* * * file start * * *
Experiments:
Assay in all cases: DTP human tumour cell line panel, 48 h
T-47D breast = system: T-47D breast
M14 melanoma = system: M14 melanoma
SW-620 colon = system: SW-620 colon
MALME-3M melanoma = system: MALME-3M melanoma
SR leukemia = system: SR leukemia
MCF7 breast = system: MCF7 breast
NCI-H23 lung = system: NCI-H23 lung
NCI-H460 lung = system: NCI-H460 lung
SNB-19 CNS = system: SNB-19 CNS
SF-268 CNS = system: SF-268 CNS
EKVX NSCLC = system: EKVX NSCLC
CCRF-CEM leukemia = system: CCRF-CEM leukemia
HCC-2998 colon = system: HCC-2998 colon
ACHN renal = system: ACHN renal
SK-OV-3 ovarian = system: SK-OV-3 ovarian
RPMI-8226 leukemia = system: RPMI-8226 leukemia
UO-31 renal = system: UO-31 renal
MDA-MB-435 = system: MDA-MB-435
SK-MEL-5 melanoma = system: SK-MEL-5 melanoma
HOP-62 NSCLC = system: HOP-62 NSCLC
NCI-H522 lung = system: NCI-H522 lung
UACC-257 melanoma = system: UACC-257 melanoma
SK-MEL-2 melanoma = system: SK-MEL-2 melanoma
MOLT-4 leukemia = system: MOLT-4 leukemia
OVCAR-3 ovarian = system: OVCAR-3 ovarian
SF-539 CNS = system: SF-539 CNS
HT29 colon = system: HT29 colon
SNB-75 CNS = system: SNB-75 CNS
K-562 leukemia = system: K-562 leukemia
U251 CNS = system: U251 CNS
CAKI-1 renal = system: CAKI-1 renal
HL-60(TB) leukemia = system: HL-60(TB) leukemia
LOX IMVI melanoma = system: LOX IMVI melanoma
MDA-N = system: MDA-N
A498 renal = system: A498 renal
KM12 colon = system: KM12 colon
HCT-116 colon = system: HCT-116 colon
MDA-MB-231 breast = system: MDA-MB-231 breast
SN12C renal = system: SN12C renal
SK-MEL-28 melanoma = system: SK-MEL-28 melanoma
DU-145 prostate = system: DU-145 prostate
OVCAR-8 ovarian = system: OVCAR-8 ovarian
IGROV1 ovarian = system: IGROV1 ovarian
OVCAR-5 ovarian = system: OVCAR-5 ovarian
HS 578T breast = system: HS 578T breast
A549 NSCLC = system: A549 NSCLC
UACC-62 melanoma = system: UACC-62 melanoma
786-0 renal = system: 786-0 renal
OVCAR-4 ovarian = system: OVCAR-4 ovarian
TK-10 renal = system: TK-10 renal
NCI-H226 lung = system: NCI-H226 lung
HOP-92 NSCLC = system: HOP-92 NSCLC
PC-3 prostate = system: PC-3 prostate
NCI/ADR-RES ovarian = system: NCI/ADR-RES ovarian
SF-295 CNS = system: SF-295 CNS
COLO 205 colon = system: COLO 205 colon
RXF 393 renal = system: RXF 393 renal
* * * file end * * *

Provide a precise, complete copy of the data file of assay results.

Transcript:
Experiments:
Assay in all cases: DTP human tumour cell line panel, 48 h
T-47D breast = system: T-47D breast
M14 melanoma = system: M14 melanoma
SW-620 colon = system: SW-620 colon
MALME-3M melanoma = system: MALME-3M melanoma
SR leukemia = system: SR leukemia
MCF7 breast = system: MCF7 breast
NCI-H23 lung = system: NCI-H23 lung
NCI-H460 lung = system: NCI-H460 lung
SNB-19 CNS = system: SNB-19 CNS
SF-268 CNS = system: SF-268 CNS
EKVX NSCLC = system: EKVX NSCLC
CCRF-CEM leukemia = system: CCRF-CEM leukemia
HCC-2998 colon = system: HCC-2998 colon
ACHN renal = system: ACHN renal
SK-OV-3 ovarian = system: SK-OV-3 ovarian
RPMI-8226 leukemia = system: RPMI-8226 leukemia
UO-31 renal = system: UO-31 renal
MDA-MB-435 = system: MDA-MB-435
SK-MEL-5 melanoma = system: SK-MEL-5 melanoma
HOP-62 NSCLC = system: HOP-62 NSCLC
NCI-H522 lung = system: NCI-H522 lung
UACC-257 melanoma = system: UACC-257 melanoma
SK-MEL-2 melanoma = system: SK-MEL-2 melanoma
MOLT-4 leukemia = system: MOLT-4 leukemia
OVCAR-3 ovarian = system: OVCAR-3 ovarian
SF-539 CNS = system: SF-539 CNS
HT29 colon = system: HT29 colon
SNB-75 CNS = system: SNB-75 CNS
K-562 leukemia = system: K-562 leukemia
U251 CNS = system: U251 CNS
CAKI-1 renal = system: CAKI-1 renal
HL-60(TB) leukemia = system: HL-60(TB) leukemia
LOX IMVI melanoma = system: LOX IMVI melanoma
MDA-N = system: MDA-N
A498 renal = system: A498 renal
KM12 colon = system: KM12 colon
HCT-116 colon = system: HCT-116 colon
MDA-MB-231 breast = system: MDA-MB-231 breast
SN12C renal = system: SN12C renal
SK-MEL-28 melanoma = system: SK-MEL-28 melanoma
DU-145 prostate = system: DU-145 prostate
OVCAR-8 ovarian = system: OVCAR-8 ovarian
IGROV1 ovarian = system: IGROV1 ovarian
OVCAR-5 ovarian = system: OVCAR-5 ovarian
HS 578T breast = system: HS 578T breast
A549 NSCLC = system: A549 NSCLC
UACC-62 melanoma = system: UACC-62 melanoma
786-0 renal = system: 786-0 renal
OVCAR-4 ovarian = system: OVCAR-4 ovarian
TK-10 renal = system: TK-10 renal
NCI-H226 lung = system: NCI-H226 lung
HOP-92 NSCLC = system: HOP-92 NSCLC
PC-3 prostate = system: PC-3 prostate
NCI/ADR-RES ovarian = system: NCI/ADR-RES ovarian
SF-295 CNS = system: SF-295 CNS
COLO 205 colon = system: COLO 205 colon
RXF 393 renal = system: RXF 393 renal